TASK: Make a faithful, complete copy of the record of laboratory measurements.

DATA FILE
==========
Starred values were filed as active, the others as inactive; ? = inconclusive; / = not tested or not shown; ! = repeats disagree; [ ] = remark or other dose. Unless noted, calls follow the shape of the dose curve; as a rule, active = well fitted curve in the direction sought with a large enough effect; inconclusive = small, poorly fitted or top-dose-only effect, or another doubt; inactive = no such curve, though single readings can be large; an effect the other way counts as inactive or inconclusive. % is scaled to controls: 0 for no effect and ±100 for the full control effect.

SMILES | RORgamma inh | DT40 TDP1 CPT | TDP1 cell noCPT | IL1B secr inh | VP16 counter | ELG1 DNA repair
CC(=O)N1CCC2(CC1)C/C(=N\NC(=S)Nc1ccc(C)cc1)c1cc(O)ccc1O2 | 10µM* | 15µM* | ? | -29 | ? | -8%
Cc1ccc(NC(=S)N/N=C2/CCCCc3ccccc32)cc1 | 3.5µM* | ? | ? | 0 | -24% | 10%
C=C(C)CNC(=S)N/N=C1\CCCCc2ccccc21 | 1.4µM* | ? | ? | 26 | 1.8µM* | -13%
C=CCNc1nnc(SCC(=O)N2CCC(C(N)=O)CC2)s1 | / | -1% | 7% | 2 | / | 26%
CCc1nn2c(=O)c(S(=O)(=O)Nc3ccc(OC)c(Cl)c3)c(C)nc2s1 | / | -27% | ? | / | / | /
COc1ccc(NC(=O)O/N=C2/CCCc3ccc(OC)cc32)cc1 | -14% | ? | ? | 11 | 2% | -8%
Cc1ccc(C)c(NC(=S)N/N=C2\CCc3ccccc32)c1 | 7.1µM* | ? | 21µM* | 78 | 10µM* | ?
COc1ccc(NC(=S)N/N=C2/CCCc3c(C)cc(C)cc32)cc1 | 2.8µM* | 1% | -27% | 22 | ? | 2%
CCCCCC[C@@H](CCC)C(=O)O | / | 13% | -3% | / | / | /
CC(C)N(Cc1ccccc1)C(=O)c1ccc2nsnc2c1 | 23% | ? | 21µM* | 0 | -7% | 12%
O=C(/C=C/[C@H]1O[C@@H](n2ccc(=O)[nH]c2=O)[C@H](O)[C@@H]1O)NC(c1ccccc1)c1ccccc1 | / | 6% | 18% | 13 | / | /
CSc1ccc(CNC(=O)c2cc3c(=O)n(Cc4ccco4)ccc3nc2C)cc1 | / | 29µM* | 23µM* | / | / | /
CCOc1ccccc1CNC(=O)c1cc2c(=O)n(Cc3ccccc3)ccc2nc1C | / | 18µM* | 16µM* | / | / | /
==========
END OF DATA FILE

Starred values were filed as active, the others as inactive; ? = inconclusive; / = not tested or not shown; ! = repeats disagree; [ ] = remark or other dose. Unless noted, calls follow the shape of the dose curve; as a rule, active = well fitted curve in the direction sought with a large enough effect; inconclusive = small, poorly fitted or top-dose-only effect, or another doubt; inactive = no such curve, though single readings can be large; an effect the other way counts as inactive or inconclusive. % is scaled to controls: 0 for no effect and ±100 for the full control effect.

SMILES | RORgamma inh | DT40 TDP1 CPT | TDP1 cell noCPT | IL1B secr inh | VP16 counter | ELG1 DNA repair
CC(=O)N1CCC2(CC1)C/C(=N\NC(=S)Nc1ccc(C)cc1)c1cc(O)ccc1O2 | 10µM* | 15µM* | ? | -29 | ? | -8%
Cc1ccc(NC(=S)N/N=C2/CCCCc3ccccc32)cc1 | 3.5µM* | ? | ? | 0 | -24% | 10%
C=C(C)CNC(=S)N/N=C1\CCCCc2ccccc21 | 1.4µM* | ? | ? | 26 | 1.8µM* | -13%
C=CCNc1nnc(SCC(=O)N2CCC(C(N)=O)CC2)s1 | / | -1% | 7% | 2 | / | 26%
CCc1nn2c(=O)c(S(=O)(=O)Nc3ccc(OC)c(Cl)c3)c(C)nc2s1 | / | -27% | ? | / | / | /
COc1ccc(NC(=O)O/N=C2/CCCc3ccc(OC)cc32)cc1 | -14% | ? | ? | 11 | 2% | -8%
Cc1ccc(C)c(NC(=S)N/N=C2\CCc3ccccc32)c1 | 7.1µM* | ? | 21µM* | 78 | 10µM* | ?
COc1ccc(NC(=S)N/N=C2/CCCc3c(C)cc(C)cc32)cc1 | 2.8µM* | 1% | -27% | 22 | ? | 2%
CCCCCC[C@@H](CCC)C(=O)O | / | 13% | -3% | / | / | /
CC(C)N(Cc1ccccc1)C(=O)c1ccc2nsnc2c1 | 23% | ? | 21µM* | 0 | -7% | 12%
O=C(/C=C/[C@H]1O[C@@H](n2ccc(=O)[nH]c2=O)[C@H](O)[C@@H]1O)NC(c1ccccc1)c1ccccc1 | / | 6% | 18% | 13 | / | /
CSc1ccc(CNC(=O)c2cc3c(=O)n(Cc4ccco4)ccc3nc2C)cc1 | / | 29µM* | 23µM* | / | / | /
CCOc1ccccc1CNC(=O)c1cc2c(=O)n(Cc3ccccc3)ccc2nc1C | / | 18µM* | 16µM* | / | / | /